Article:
Commentary

Taylor has reason to hold his head up

Jermain Taylor came up short against Kelly Pavlik -- again. He also had to hear the music for some questionable decisions he made prior to the rematch. Big deal. Taylor came away with a moral victory on Saturday night -- and pumped new life into his once sagging career.

Originally Published: February 17, 2008
By Dan Rafael | ESPN.com

Kelly Pavlik and Jermain TaylorAP Photo/Isaac BrekkenUnder Pavlik's heavy fire throughout the fight, Taylor, left, refused to wilt.
LAS VEGAS -- In the ring after Jermain Taylor's seventh-round knockout loss to Kelly Pavlik in September, the deposed middleweight champion insisted he would exercise his contractual option for an immediate rematch. A few weeks later, he made it official.

People within his own inner circle were unhappy with the decision. They would have preferred he take an easier confidence-builder first.

That decision also was questioned hard by the media.

Then trainer Emanuel Steward was fired. In the rematch, Taylor would ride with Ozell Nelson, his surrogate father, amateur coach and professional assistant, who had never served as a professional head trainer. Some in his circle wanted him to bring back original pro head trainer Pat Burns.

Again, Taylor took a swarm of criticism for a decision.

But when the rematch finally happened Saturday night before 9,706 at the MGM Grand Garden Arena, Taylor's decisions looked as though they were the right ones, even though Pavlik won a hard-fought unanimous decision in an entertaining 166-pound nontitle fight.

"I definitely wouldn't change a thing except for the outcome of the fight," Taylor said.

Lou DiBella, Taylor's promoter, was one of those who questioned the decisions. Afterward, he was singing a different tune, proud of the man he has promoted since Taylor turned pro after receiving a bronze medal in the 2000 Olympics.

"I think his performance vindicated all those decisions," DiBella said. "These were two sensational middleweight fights, and I am guessing they will meet again at a higher weight class. What would he have gotten out of an interim fight? He fought a great fight, and a lot of people had him winning or had it a draw.

"I'm not arguing with the scorecards. It could have gone either way. I think the other guy [Pavlik] is a big, strong monster and Jermain was trying to box to a win, and I think he came damn close. I thought he pulled it out, but he has nothing to be ashamed of. This is not the kind of fight you argue about. It's the kind of fight you appreciate."

Indeed, it was another classic sort of fight, and although the judges' scorecards said Pavlik won -- 117-111, 116-112 and 115-113 -- Taylor fought a much more disciplined and smarter fight than he did five months ago. There were many close rounds. It could have gone either way.

ESPN.com scored it 114-114.

But if there is such a thing as a moral victory in boxing, this was one of them for Taylor.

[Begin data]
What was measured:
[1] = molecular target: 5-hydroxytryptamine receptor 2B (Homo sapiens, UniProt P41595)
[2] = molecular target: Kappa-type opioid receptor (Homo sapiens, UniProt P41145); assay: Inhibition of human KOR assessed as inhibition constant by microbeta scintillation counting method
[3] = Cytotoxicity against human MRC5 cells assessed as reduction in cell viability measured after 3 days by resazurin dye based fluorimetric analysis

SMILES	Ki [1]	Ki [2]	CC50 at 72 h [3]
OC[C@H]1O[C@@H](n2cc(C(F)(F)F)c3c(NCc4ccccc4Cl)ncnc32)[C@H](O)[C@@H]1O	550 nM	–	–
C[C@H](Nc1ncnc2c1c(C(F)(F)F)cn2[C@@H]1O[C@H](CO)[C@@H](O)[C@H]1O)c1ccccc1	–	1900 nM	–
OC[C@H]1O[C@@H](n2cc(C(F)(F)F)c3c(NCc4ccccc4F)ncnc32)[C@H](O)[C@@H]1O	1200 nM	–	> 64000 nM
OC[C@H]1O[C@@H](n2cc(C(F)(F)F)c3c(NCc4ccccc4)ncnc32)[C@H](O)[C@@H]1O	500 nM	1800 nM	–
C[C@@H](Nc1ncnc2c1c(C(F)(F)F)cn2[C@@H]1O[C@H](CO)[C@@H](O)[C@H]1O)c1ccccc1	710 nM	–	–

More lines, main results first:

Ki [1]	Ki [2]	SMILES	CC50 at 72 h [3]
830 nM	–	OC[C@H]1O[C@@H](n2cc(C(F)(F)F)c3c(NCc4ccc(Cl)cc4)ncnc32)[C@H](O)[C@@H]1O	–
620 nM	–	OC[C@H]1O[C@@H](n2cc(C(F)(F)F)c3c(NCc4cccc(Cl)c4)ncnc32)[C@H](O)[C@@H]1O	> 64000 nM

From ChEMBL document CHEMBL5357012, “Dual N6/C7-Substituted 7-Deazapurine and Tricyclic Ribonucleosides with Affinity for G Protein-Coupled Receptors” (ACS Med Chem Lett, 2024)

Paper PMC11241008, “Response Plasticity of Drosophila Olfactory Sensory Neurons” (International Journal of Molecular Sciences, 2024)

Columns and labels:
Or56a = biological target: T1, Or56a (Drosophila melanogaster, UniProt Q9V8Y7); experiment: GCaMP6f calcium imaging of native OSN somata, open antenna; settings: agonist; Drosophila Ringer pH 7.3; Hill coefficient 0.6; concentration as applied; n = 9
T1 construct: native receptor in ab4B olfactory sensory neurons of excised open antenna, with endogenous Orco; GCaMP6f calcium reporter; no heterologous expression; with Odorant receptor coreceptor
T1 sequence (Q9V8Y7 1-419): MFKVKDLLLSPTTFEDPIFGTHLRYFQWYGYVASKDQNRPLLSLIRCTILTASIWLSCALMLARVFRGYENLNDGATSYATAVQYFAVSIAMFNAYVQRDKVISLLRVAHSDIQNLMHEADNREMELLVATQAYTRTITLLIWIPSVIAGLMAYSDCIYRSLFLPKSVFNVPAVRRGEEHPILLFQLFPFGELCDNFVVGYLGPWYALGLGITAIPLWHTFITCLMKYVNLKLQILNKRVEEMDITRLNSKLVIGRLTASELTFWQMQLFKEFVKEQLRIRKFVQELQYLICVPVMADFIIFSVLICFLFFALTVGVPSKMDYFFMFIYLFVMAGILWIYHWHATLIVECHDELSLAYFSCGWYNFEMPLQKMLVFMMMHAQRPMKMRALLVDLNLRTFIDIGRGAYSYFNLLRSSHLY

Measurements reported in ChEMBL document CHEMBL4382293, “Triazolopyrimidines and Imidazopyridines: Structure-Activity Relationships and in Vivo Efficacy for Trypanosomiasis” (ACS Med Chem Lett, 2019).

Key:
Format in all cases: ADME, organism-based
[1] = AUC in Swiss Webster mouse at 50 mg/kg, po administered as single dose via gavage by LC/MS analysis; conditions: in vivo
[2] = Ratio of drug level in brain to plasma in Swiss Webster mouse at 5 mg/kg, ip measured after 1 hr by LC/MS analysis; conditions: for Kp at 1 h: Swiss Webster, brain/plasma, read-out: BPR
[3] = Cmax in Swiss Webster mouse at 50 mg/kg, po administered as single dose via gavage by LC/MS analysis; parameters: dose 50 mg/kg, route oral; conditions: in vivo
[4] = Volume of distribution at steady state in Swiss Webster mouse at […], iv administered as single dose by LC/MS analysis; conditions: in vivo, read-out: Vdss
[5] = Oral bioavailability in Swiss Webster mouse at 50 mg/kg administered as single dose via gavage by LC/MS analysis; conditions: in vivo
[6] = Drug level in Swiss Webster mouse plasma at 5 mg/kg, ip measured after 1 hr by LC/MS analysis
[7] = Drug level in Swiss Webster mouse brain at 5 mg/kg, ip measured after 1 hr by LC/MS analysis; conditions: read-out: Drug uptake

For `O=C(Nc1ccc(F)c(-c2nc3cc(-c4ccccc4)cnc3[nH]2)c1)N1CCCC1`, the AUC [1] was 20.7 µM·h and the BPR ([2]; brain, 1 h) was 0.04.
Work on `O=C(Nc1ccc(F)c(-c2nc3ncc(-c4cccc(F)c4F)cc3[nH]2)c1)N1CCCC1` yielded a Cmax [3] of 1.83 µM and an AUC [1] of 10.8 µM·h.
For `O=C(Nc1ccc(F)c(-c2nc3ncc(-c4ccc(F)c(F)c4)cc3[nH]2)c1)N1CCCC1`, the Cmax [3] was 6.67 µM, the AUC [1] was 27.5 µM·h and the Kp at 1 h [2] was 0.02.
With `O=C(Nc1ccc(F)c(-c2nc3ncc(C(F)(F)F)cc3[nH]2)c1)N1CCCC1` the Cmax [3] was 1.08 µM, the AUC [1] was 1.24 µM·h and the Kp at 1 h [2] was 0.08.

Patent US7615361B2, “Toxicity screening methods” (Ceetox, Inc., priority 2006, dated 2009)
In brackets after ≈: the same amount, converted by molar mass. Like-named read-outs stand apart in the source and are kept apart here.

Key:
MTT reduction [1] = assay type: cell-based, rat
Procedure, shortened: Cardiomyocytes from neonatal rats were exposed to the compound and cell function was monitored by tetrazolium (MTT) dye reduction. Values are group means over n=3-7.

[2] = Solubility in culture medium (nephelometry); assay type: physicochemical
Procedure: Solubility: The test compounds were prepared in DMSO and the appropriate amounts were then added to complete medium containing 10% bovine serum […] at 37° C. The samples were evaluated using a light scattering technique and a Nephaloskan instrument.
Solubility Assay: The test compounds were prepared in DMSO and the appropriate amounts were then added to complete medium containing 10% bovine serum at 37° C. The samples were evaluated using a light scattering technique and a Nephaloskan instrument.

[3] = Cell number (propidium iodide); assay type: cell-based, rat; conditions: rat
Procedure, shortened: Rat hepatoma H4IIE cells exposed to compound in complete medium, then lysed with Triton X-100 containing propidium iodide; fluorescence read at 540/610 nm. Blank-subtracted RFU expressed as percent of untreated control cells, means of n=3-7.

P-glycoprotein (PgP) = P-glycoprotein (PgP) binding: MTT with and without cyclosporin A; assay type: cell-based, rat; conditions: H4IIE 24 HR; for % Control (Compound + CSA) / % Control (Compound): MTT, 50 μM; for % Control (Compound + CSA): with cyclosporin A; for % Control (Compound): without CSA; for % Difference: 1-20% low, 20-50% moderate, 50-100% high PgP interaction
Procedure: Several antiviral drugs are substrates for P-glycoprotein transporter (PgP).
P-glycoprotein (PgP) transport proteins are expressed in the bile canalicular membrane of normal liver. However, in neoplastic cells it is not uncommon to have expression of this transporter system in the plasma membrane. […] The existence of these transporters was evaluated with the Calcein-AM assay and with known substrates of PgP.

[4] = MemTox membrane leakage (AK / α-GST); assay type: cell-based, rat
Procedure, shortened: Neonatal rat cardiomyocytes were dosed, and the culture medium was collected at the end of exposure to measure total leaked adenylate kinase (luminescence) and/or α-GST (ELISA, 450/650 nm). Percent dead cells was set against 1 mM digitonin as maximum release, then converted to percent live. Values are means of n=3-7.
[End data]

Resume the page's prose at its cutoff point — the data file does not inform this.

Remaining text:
He stayed off the ropes, which is what got him in trouble last time.

He fought at a more controlled pace.

He carried his usually lazy left hand much higher than usual and avoided a lot of the powerful right hands thrown by Pavlik (33-0, 29 KOs), who went past nine rounds for the first time.

He consistently landed his jab, a weapon he often had neglected in previous fights.

Taylor, 29, wearing dark glasses at the postfight news conference to hide the swelling around his eyes, was obviously disappointed. But there was also a sense of pride in his voice because of the way he fought.

On changing trainers, Taylor (27-2-1, 17 KOs) had no regrets.

"I have known this man [Nelson] since I started boxing. I love this man," Taylor said. "I know what he is thinking. I was comfortable going back to the corner."

Larry Merchant, the sage HBO analyst who has called so many of Taylor's fights, agreed with Taylor's assessment.

"By fighting a disciplined, professional fight, he helped redeem himself," Merchant said. "He just lost to a better, busier man. I would say he proved his point, but he didn't win the fight. But he becomes a player at super middleweight. If he fought any of the top guys there, heck, he could be favored. He's still the only guy to beat Bernard Hopkins in 15 years. That has to count for something."

The Pavlik camp, excited about the victory, was gracious in defeat.

"Jermain taking the rematch made the sport better," said Pavlik, 25, who was headed for the hospital to have both of his hands x-rayed; he thinks he broke his right hand in the seventh round. "Taylor was better tonight than in the first fight, but I was better too."

Pavlik trainer Jack Loew, who had a war of words with Steward before and after the last fight, praised Nelson, who proved he could handle a top professional on his own.

"Ozell put together one hell of a game plan," Loew said. "Jermain showed a lot of movement. He would not let himself get trapped on the ropes. But once we got Jermain going backwards late in the fight, we were doing a lot better in the fight."

Said Nelson, "I think tonight [Taylor's decision] speaks for itself. I thought I did a pretty good job, but we came up short."

Even Steward, who was in the awkward position of calling the fight for HBO PPV (HBO will replay the fight next Saturday at 9:30 p.m. ET along with live coverage of the Wladimir Klitschko-Sultan Ibragimov heavyweight unification fight), praised Taylor for his decisions. Well, at least for taking the immediate rematch.

"He took the fight for one thing," Steward said. "No title. He just wanted to redeem himself."

Despite the defeat, consider it a job well done.

Dan Rafael is the senior boxing writer for ESPN.com.